While a public controversy rages around Sunday's waterfront stadium proposal by the U-T San Diego, another major project by the paper's owner has been facing difficulties with city planners.
According to a September 20, 2011 "Notice of Violation," provided by the mayor's office this month in response to a November request made under the state public records act, the Grand Del Mar resort, developed by U-T owner Douglas Manchester, has allegedly run afoul of the city's Resource Protection Ordinance.
Alleged violations include, "unauthorized grading, including removal of sensitive biological resources, to create and construct equestrian trails and construct an equestrian center at and around the Grand Del Mar Resort, approximately 30,700 square feet in size, including riding and grooming corrals, and a stable, approximately 4,000 square feet in size."
The notice says that the grading and construction was done "without required building or grading permits. This unauthorized grading and construction activity impacted a total area approximately 1.68 acres in size."
"The impacts occurred both inside and outside of the Multiple Habitat Planning Area (MHPA), on property containing Environmentally Sensitive Lands (ESL)," the notice alleges.
"The unauthorized grading and construction activity also impacted wetlands, steep hillsides, open space areas, mitigation areas, and property containing potential historical resources.
"The impacts constitute a violation of the City's Land Development Code Environmentally Sensitive Lands regulations, Historical Resources regulations, and violations of the California Department of Fish and Game, the California Regional Water Quality Control Board, and the U.S. Army Corps of Engineers.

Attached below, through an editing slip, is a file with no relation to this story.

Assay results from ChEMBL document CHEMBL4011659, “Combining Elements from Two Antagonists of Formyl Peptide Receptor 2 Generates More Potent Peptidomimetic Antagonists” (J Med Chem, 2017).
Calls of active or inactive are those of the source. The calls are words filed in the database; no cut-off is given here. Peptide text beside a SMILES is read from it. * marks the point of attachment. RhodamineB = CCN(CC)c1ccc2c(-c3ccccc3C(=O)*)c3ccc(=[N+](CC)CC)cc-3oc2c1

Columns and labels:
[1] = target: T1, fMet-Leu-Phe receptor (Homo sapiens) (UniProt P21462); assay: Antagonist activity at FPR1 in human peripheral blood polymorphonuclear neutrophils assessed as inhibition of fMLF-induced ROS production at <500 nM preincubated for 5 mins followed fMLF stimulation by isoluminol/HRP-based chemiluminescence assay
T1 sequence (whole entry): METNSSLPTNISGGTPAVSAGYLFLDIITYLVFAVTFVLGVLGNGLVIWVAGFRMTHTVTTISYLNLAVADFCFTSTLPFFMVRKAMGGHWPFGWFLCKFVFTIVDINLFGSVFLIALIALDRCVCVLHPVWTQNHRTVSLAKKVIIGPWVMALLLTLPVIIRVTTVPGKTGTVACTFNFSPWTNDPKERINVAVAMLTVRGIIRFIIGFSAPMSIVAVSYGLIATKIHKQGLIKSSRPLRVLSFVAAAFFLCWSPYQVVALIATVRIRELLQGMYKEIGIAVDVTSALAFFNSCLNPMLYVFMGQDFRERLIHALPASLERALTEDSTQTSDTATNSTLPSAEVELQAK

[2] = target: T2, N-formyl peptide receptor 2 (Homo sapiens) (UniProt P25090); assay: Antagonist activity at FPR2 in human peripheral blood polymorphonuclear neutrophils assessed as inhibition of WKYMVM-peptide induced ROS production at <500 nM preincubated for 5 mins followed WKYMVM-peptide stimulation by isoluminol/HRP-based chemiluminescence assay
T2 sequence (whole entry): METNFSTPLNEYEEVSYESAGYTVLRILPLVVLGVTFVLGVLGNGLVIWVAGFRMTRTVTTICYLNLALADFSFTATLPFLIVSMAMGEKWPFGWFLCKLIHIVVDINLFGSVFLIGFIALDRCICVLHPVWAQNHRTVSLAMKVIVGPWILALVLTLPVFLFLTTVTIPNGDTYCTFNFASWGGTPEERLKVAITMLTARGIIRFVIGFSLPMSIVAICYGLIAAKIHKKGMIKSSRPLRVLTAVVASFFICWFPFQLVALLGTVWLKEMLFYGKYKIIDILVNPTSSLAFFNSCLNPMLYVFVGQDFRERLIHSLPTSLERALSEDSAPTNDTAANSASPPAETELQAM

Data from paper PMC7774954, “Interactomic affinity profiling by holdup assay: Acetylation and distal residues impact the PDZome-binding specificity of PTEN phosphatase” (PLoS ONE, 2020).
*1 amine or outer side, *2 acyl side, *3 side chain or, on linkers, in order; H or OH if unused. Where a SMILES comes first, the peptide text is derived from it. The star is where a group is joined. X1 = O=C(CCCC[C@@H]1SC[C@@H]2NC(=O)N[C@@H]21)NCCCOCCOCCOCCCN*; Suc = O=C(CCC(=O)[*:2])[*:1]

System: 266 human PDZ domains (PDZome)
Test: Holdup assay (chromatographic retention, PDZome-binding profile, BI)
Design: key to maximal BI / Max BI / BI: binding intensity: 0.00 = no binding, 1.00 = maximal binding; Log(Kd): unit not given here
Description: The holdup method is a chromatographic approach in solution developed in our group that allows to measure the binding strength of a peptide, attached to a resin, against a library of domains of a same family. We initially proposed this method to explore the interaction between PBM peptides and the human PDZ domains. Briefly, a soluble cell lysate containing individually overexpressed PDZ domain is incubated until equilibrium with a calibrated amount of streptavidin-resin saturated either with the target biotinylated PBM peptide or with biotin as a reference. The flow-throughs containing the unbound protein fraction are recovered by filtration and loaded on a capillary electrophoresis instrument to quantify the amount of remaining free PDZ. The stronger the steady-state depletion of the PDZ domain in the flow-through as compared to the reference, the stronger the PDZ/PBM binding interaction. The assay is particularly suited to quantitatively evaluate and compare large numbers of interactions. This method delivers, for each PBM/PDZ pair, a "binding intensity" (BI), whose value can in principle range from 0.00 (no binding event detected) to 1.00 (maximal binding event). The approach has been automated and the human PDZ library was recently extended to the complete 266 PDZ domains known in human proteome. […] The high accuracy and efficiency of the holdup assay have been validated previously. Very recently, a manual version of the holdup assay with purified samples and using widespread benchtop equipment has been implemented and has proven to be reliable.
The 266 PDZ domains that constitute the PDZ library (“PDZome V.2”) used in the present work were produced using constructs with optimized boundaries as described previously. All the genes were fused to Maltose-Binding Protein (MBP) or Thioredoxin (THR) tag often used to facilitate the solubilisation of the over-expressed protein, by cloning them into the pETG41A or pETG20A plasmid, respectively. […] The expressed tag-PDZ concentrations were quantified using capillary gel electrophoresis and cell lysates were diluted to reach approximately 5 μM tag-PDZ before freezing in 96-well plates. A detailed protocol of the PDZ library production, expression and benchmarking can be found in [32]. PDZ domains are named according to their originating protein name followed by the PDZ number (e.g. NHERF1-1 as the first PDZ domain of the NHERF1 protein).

"Additionally, three (3) parking lots, with a total approximate size of 2.66 acres, have been constructed on the north side of the Grand Del Mar Resort in violation of Resource Protection Ordinance, Conditional Use and Planned Development Permit (RPO/CUP/PDP), No, 89-1296 BOUGAINVILLEA and in violation of the design regulations for parking lots in the San Diego Land Development Code."
The notice is only the tip of the iceberg of a years-long battle between the resort and city regulators over construction and grading activities on the sprawling site.
In an October 28 letter, lobbyist and attorney Paul Robinson advised the city that he had been hired by the resort and requested a delay in enforcement of the violation notice.
"Our firm was recently retained to address the issues set forth in the Notice.
"The Notice contains certain deadlines, including a deadline of October 31, 2011 to submit an application for Site Development Permits and amendments to the Resource Protection Ordinance, Conditional Use Permit and the Planned Development Permit No. 89-1296.
"Given our recent retention in this matter, we respectfully request a sixty (60) day extension of all deadlines set forth in the Notice, to allow time for due diligence and preparation of a submittal package."
The most recent document provided by the city is an agenda, dated November 21, entitled "Grand del Mar Resort, Meeting with the City," discussion items on which include "building without permits," "horse trails," and reference to a settlement agreement of a prior violation notice, as well as "process going forward."
The documents furnished by the city also include a letter, dated October 11, 2011, from the U.S. Army Corps of Engineers to the Grand Del Mar.
"It has come to the U.S. Army Corps of Engineers (Corps) attention that you or your contractors may have discharged dredged or fill material into potential waters of the U.S. in association with the construction of equestrian trails, corrals, and stables," says the letter, which orders the resort to turn over a project discription and other documents for further investigation.
None of the records produced by the mayor so far document the current state of the review process.